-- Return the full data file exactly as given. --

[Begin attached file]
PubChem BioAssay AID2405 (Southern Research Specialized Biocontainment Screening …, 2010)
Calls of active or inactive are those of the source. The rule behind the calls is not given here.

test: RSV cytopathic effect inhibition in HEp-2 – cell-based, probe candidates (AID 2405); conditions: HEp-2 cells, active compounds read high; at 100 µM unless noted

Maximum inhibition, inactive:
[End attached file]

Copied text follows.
PubChem BioAssay AID2405 (Southern Research Specialized Biocontainment Screening …, 2010)
Calls of active or inactive are those of the source. The rule behind the calls is not given here.

test: RSV cytopathic effect inhibition in HEp-2 – cell-based, probe candidates (AID 2405); conditions: HEp-2 cells, active compounds read high; at 100 µM unless noted

Maximum inhibition, inactive: